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Theatrical trailer shows Van Cleaf saying "Look at it this way. You gonna get to meet Elvis" while kneeling over dead body of Roper after his men killed him on street. This short dialogue scene is not in any known version of the movie. Due to this and the fact that movie was heavily re-cut many times it's possible that there was more deleted footage than even the famous uncut workprint versions include.
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Production lasted 74 days. However, the film was put on a tight schedule by Universal that allowed only 65 days of shooting time. This put a lot of pressure on John Woo. He was also pressured by Universal to tone-down the violence and body count that they had seen in his Hong Kong films.
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The character Van Cleaf is named after actor Lee Van Cleef. He played a sadistic antagonist in The Good, the Bad and the Ugly (1966).
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John Woo's English-language directorial debut. This also marked the first big Hollywood studio movie to be helmed by an Asian director.
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This movie has many references to John Woo's previous films, including Bullet in the Head (1990) at the end of the film in which Fouchon kicks a burning barrel at Chance and he jumps over it.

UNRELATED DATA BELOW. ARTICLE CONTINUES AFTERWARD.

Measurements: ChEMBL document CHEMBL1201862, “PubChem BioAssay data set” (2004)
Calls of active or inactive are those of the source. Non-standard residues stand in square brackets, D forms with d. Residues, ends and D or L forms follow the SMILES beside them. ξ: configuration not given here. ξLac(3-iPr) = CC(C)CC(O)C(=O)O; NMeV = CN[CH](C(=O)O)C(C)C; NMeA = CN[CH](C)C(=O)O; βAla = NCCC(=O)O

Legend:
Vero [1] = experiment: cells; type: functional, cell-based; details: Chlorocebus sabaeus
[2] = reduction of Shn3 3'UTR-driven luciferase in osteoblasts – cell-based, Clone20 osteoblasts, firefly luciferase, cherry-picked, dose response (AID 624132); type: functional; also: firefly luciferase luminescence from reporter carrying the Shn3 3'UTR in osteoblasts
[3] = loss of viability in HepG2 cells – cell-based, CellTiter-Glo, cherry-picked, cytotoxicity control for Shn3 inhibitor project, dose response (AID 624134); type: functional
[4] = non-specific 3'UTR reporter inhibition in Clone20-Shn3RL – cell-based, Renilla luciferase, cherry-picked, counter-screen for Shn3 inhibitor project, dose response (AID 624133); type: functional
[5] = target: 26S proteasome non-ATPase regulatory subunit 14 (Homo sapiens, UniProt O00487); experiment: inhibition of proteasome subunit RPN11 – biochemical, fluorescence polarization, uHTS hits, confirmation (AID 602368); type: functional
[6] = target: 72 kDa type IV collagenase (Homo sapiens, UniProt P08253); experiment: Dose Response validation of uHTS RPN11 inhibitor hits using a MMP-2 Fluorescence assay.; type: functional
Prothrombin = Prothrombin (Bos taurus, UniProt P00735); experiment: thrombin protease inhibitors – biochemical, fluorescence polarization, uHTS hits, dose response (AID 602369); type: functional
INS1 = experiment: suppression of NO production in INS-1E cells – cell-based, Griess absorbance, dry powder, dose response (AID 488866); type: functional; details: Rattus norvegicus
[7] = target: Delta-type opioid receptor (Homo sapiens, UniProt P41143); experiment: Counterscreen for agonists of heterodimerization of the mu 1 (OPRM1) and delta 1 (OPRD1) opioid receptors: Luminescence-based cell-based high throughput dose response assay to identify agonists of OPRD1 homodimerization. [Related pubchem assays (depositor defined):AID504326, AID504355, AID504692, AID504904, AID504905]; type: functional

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Producer James Jacks recalled that John Woo was not "the most powerful person on the set but as far as I was concerned, he was certainly the most respected".
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Sven-Ole Thorsen's only line as Stephan ("The place is clean; he just left.") was dubbed to cover his thick Danish accent.
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The first preview did not go well. John Woo used a lot of dissolves for scene transitions, and found that they confused American audiences, who associated them with flashbacks. They also had trouble with slow-motion (associated with commercials) and the violence. According to Woo, several people walked out.
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John Woo was first offered this job in the United States by Universal Pictures chairman Tom Pollock after he had seen Woo's film The Killer (1989).
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Chuck Pfarrer wrote the script originally basing it on The Naked Prey (1965). After the script did not turn out Pfarrer worked on a script influenced by Aliens (1986) that became the basis for his comic Virus. The final attempt was a script based on The Most Dangerous Game.
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Russell Carpenter found difficulty in filming the huge gunfight scenes. Carpenter specifically noted the Mardi Gras parade warehouse by recollecting that "just the lighting for a space like that, with all those strange shapes and shadows was difficult enough, but John then added the further complication of wanting the scene shot from several angles at once-often with more than one of the cameras moving". Producer James Jacks supported this style of filming finding it the most economical way to shoot these types of action scenes.